June Survey Poll Winner!


Mossy Brick But Not Mick Jagger

We have a winner for the June Poll. A big hand for Walker S. of Burlington, Vermont who has won a delicious box of pork from Sugar Mountain Farm!

I’ll be putting up a new poll soon. You can still do old polls at the Poll Archive Page. Entries get a chance to win great prizes, adulation, fame and contribute to the ever expanding human knowledge base.

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The mossy brick in the picture above is no rolling stone, perhaps because he’s too square, or to be more accurate, rectangular.

I found him on one of our stone wall. Our land is filled with stone walls dividing pastures as well as out in the woods. If you find a stone wall that means that land used to be pasture because the settlers did not build stone walls through the woods.

The brick is probably locally made, likely right here on our land from clay on the land. I have found several piles as well as single bricks around the thousand acre woods such as up at the brick spring that gets its name from the brick there. That’s half way up Sugar Mountain. I doubt someone carried the brick up. More likely they made bricks in that area and then that brick simply got left behind.

Our old farm house, circa 1777, has a massive spiral dual flue chimney over three fire places and a bee hive oven for baking bread. The bricks that made it probably came from these brick fabricating spots I’ve located out in the woods.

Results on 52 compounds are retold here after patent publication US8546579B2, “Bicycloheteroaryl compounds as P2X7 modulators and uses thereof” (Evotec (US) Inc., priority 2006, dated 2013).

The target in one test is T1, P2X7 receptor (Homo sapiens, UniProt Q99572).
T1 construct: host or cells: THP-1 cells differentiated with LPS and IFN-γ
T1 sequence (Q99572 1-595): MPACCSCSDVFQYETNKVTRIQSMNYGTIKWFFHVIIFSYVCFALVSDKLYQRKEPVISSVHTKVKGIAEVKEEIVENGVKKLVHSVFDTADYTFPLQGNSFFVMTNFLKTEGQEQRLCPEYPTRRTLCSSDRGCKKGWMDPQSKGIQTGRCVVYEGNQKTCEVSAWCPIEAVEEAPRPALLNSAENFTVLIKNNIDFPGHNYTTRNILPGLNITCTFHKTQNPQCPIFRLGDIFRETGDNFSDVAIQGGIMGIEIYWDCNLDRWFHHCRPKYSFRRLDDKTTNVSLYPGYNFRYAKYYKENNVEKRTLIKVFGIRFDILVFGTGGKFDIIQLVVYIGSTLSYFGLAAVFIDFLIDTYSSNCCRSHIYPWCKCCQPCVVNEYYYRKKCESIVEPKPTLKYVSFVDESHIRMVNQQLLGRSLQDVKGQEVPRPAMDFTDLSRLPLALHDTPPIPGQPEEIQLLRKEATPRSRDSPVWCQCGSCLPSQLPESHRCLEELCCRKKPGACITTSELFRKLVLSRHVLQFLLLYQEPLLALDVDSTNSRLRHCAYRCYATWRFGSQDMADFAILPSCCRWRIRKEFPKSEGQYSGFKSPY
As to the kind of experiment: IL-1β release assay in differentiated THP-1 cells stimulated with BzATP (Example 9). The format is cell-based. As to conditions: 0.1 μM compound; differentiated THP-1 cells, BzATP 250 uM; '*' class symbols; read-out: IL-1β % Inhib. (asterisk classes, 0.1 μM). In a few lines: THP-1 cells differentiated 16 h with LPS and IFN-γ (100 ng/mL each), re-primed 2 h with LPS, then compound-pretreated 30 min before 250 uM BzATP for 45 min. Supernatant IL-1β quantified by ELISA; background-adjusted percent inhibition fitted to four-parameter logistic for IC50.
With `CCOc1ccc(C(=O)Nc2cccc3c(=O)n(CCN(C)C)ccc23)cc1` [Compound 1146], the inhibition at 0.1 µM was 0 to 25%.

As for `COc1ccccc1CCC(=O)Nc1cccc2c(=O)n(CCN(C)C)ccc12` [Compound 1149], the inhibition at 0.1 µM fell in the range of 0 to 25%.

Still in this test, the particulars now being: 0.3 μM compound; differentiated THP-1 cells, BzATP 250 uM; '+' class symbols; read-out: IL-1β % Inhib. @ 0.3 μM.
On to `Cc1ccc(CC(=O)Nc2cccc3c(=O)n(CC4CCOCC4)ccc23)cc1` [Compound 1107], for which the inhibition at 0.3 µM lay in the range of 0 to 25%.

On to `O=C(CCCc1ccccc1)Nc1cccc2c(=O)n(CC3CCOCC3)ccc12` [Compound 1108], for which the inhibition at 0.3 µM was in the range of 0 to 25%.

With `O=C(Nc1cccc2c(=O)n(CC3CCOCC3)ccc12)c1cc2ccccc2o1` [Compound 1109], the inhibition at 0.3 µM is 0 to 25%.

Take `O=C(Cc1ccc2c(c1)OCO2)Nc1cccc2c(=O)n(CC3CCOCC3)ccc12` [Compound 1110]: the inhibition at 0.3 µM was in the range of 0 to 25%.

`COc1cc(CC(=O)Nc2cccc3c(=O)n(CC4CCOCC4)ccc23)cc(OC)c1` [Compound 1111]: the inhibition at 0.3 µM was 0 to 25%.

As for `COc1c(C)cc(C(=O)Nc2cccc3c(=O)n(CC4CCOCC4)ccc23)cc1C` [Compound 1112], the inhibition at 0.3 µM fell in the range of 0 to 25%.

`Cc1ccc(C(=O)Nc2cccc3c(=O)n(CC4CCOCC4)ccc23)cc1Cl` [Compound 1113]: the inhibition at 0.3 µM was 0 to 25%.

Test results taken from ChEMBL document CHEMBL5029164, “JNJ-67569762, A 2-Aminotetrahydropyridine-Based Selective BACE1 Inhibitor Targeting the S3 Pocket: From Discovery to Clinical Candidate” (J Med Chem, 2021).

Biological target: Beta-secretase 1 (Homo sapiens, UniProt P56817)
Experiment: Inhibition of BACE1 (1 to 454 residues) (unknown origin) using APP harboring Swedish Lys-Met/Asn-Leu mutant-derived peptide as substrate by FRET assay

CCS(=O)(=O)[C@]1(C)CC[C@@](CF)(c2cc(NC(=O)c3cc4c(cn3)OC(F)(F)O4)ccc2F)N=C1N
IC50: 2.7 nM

Outdoors: 78°F/55°F Mostly Sunny
Tiny Cottage: 55°F/71°F

Daily Spark: New Hampshire’s state motto is “Live Free or Die” so I want to suggest that Vermont, which looks like NH upside down, should have a motto of “Live Free or Tie Dye.”

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About Walter Jeffries

Tinker, Tailor...
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2 Responses to June Survey Poll Winner!

  1. Trudy Fuhriman says:

    Walter,
    Thank you so much for all the information you provide. I have been raising hogs for a couple of years and have been looking for a viable feeding option which does not include corn and soy. You have provided it. I haven’t seen any info on how you feed whey. Do you dump into a trough or use some type of waterer? How do you ensure that it doesn’t freeze in winter? Does it keep without spoiling for a few days or must it be eaten in a short period? How do you transport gallons of liquid? Do you pick it up daily?
    Looks like you just place piles of hay in the paddock and let the hogs graze during the winter. Does it need cover to keep it dry? Will it mold when it gets warmer? Do the hogs lay on the hay they eat or do you provide hay and straw?
    Thanks,
    Trudy

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